Compare such unproductive events to a facilitated roundtable discussion free of any power imbalance. 2. Motivated parties: Whether arising from developed trust, time pressure from external sources, including public agencies, or other factors, a gathering of strongly motivated parties gives impetus to results. It is a truism that participants who enter into mediation with a desire to resolve a dispute and who are open to a creative exchange of ideas have the most productive negotiations. 3. Involvement of key decision makers: The mediation needs to include the major players — people with the authority to speak and act on behalf of their constituents, or at least with a minimum of outside consultation and advice. 4. A carefully structured process: From the outset, a comprehensive framework for mediation should be established. Such a "memorandum of understanding" serves as a set of ground rules and can include provisions for such matters as the anticipated issues for discussion, time deadlines (with freedom to extend by agreement), the role of the mediator, the need and mechanism for gathering and exchanging critical information, including necessary scientific data or other expert- generated materials, confidentiality, anticipated implementation issues and allocation of mediation costs. 5. Confidentiality: Although the final product of most environmental settlements should best be open and subject to public scrutiny, absolute confidentiality should govern the process of mediation. Any question of keeping constituent groups informed should be resolved in the ground rules. 6. Perseverance: The parties must be willing to commit the necessary time for negotiations, commensurate to the nature of the dispute, and to persevere.

Experience shows that even if initial sessions do not achieve full resolution, participants who are open to the opportunity to engage in further mediation are able to break off, re-examine positions, and return to overcome what once seemed to have been an unbreakable impasse. Across the nation and around the world, there are stunning examples of mediated environmental disputes, including some that seemed incapable of commencing, let alone resolving. From New York's Hudson River to Port Townsend, Wash., citizen groups, developers, utilities and public agencies have successfully resolved seemingly intractable differences through mediation. Perhaps no better pre-litigation example exists than one closer to home, the Tejon Ranch Conservancy, described as the "Holy Grail of conservation in California" by Joel Reynolds of the Natural Resources Defense Council. This dispute arose out of the potential development of the largest privately owned property in the state, involving four ecosystems from the grasslands of the Mojave Desert to the coastal mountain ranges and areas critical to the California condor. Instead of a predicted 50 years of piecemeal proposals and litigation, the CEO and other executives from the developer Tejon Ranch Co. and senior staff members from a coalition of environmental groups, including NRDC, the Sierra Club, the Planning and Conservation League and Audubon California, worked across the table for two years to achieve a settlement.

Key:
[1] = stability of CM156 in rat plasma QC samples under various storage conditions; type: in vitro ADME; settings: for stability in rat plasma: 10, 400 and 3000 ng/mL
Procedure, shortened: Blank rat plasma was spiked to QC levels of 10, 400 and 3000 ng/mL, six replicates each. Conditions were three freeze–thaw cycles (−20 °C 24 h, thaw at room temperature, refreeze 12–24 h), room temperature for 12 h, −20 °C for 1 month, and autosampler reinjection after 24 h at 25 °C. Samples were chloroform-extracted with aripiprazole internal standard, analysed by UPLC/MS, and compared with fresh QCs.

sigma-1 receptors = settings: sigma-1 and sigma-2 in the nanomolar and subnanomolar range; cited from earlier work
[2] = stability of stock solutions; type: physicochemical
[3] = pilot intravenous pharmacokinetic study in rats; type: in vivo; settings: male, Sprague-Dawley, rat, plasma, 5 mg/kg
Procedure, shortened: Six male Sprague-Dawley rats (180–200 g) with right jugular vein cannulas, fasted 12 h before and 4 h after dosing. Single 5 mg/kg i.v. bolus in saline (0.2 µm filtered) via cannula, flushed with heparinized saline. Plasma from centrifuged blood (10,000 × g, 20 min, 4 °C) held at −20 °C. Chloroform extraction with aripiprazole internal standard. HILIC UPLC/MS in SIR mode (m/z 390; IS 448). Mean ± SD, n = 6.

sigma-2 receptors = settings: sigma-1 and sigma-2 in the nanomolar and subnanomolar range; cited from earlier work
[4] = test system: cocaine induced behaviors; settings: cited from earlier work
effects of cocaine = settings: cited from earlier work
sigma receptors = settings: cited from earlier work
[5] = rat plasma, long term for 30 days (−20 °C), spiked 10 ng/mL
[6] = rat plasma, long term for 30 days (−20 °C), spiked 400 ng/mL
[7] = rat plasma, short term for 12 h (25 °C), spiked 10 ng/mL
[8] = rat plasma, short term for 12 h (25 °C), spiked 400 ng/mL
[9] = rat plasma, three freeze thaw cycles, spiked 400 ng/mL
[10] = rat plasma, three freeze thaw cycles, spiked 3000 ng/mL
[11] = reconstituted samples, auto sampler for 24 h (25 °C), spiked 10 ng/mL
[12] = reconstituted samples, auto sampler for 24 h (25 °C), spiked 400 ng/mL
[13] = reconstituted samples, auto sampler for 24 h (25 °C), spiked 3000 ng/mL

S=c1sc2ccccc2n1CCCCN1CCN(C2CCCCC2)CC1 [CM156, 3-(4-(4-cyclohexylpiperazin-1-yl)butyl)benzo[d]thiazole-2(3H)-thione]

As a result, 90 percent of the property was conserved, public access was guaranteed, and the Tejon Ranch Conservancy was created to oversee and maintain the public lands. The company remains free to pursue delineated real estate and commercial development in other portions, subject to all applicable federal, state and local rules and processes.

In return, the groups have agreed not to oppose these projects. There are, of course, limitations and challenges to the mediation of environmental disputes. For example, notwithstanding an agreement among potential adversaries, a public agency remains free to exercise its discretion concerning a matter before it; groups or individuals can splinter off and leave the negotiations; key public officials and agencies may not be willing or able to participate (but it may be productive to keep them informed where possible and to look to them as a source of information); or the issues may involve unusually complex technical issues (perhaps calling for a neutral expert adviser for the mediator). However, none of these potential factors should preclude the attempt to meet and negotiate. While the Legislature and the courts could do more to strengthen the role of mediation of environmental disputes, the opportunity for successful early resolution will always rest within the control of motivated and creative parties and their counsel, facilitated by experienced and engaged mediators.